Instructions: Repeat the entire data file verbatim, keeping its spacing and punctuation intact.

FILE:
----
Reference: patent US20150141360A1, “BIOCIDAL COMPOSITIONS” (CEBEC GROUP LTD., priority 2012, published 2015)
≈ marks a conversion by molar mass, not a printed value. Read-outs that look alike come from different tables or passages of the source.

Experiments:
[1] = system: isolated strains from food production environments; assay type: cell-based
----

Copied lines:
Reference: patent US20150141360A1, “BIOCIDAL COMPOSITIONS” (CEBEC GROUP LTD., priority 2012, published 2015)
≈ marks a conversion by molar mass, not a printed value. Read-outs that look alike come from different tables or passages of the source.

Experiments:
[1] = system: isolated strains from food production environments; assay type: cell-based